Global Demographic Change and Its Implications for Military Power

by Martin C. Libicki, Howard J. Shatz, Julie E. Taylor

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Abstract

What is the impact of demographics on the prospective production of military power and the causes of war? This monograph analyzes this issue by projecting working-age populations through 2050; assessing the influence of demographics on manpower, national income and expenditures, and human capital; and examining how changes in these factors may affect the ability of states to carry out military missions. It also looks at some implications of these changes for other aspects of international security. The authors find that the United States, alone of all the large affluent nations, will continue to see (modest) increases in its working-age population thanks to replacement-level fertility rates and a likely return to vigorous levels of immigration. Meanwhile, the working-age populations of Europe and Japan are slated to fall by as much as 10 to 15 percent by 2030 and as much as 30 to 40 percent by 2050. The United States will thus account for a larger percentage of the population of its Atlantic and Pacific alliances; in other words, the capacity of traditional alliances to multiply U.S. demographic power is likely to decline, perhaps sharply, through 2050. India's working-age population is likely to overtake China's by 2030. The United States, which has 4.7 percent of the world's working-age population, will still have 4.3 percent by 2050, and the current share of global gross domestic product accounted for by the U.S. economy is likely to stay quite high.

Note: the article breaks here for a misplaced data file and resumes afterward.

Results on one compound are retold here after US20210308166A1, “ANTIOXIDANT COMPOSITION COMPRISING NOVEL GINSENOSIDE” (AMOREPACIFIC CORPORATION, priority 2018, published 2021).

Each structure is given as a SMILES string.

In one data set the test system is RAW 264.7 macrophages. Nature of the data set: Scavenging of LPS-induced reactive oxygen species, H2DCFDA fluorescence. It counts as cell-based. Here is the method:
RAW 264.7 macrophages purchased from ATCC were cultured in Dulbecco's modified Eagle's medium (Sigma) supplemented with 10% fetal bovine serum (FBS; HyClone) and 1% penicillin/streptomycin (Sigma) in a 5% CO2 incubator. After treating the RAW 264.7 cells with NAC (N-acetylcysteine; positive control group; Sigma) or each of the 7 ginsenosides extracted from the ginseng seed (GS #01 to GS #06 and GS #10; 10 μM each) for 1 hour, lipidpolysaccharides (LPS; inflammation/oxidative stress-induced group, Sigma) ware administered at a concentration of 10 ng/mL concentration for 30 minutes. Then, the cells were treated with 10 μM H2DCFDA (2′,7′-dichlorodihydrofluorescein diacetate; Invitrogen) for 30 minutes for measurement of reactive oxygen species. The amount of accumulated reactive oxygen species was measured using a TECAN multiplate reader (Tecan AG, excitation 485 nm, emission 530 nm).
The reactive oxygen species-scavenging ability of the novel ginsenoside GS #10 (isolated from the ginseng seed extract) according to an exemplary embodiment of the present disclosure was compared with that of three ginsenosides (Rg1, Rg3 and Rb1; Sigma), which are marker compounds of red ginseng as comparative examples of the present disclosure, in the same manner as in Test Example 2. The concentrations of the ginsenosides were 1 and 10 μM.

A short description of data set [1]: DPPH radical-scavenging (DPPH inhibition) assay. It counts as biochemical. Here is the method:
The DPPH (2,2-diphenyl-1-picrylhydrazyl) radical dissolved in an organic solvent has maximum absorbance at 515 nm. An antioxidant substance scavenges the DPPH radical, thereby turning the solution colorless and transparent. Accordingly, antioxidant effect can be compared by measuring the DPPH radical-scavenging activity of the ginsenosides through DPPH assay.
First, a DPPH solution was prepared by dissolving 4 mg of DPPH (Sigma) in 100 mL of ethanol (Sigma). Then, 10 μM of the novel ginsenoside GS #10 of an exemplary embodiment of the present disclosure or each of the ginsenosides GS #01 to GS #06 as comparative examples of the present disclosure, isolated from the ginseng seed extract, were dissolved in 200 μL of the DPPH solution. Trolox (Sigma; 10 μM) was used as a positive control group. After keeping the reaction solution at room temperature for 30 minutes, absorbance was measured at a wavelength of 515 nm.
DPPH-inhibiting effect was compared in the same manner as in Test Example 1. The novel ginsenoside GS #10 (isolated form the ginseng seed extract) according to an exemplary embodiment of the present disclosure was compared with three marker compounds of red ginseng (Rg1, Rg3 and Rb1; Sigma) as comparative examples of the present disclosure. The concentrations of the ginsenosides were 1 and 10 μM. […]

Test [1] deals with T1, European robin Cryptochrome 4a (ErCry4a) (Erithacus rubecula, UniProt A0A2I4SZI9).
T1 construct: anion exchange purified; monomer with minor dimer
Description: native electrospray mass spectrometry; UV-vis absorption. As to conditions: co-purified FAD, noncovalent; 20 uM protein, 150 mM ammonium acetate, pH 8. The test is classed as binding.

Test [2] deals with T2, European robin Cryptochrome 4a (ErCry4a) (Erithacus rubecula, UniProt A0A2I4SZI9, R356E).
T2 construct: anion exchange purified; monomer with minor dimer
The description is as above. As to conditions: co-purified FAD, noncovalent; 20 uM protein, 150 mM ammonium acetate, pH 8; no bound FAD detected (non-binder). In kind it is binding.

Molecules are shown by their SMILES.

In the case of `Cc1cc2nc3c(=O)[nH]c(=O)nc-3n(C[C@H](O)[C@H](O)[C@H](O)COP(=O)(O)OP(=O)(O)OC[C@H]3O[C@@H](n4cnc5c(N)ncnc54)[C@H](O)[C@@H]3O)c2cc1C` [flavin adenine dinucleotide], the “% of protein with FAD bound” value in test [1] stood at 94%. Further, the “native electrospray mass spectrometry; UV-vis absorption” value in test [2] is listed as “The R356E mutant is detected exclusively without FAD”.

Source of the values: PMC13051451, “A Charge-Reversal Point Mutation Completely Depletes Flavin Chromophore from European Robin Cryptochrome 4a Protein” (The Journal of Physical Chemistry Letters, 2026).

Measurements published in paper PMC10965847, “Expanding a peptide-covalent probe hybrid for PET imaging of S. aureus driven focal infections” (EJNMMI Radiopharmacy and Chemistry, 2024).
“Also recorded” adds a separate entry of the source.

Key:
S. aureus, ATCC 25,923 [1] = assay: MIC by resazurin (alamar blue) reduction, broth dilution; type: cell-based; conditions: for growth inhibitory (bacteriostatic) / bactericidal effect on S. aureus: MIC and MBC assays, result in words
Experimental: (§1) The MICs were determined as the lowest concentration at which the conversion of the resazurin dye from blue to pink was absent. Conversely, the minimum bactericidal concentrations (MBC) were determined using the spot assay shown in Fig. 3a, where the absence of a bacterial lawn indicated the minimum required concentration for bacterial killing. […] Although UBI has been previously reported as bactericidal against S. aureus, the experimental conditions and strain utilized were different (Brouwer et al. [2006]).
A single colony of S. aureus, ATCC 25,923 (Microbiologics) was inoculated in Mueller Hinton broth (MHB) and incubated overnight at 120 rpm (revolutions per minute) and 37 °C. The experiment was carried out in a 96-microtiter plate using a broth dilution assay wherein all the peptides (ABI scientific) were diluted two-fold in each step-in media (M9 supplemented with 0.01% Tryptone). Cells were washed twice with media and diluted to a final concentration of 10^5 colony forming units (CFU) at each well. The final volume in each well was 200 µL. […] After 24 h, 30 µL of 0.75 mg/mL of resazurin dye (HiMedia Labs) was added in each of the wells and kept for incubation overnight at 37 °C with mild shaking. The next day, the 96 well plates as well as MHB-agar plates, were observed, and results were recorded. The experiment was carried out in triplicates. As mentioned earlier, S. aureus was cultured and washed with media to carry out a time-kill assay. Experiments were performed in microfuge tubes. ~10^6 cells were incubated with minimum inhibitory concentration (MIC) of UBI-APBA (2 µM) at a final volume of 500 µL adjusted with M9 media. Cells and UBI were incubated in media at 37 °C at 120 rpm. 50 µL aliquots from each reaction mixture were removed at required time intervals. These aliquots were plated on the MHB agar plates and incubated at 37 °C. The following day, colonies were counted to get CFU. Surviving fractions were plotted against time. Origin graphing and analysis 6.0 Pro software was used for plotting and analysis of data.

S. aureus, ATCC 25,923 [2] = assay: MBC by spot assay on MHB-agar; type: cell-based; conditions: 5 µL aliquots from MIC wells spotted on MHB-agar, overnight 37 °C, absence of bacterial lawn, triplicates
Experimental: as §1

Table of Contents

  • Chapter One

    Introduction

  • Chapter Two

    Numbers

  • Chapter Three

    Long-Term Trends in National GDP

  • Chapter Four

    The Economic Burden of Aging Populations

  • Chapter Five

    The Influence of Demographics on the Causes of War

  • Chapter Six

    The Impact of Demographic Trends on Military Power Projection

  • Chapter Seven

    Implications

  • Appendix A

    Delayed Maternity and Fertility Rates

  • Appendix B

    Trade-Offs Between Fertility Rates and Migration Rates

The research described in this report was sponsored by the United States Air Force and conducted by RAND Project AIR FORCE.

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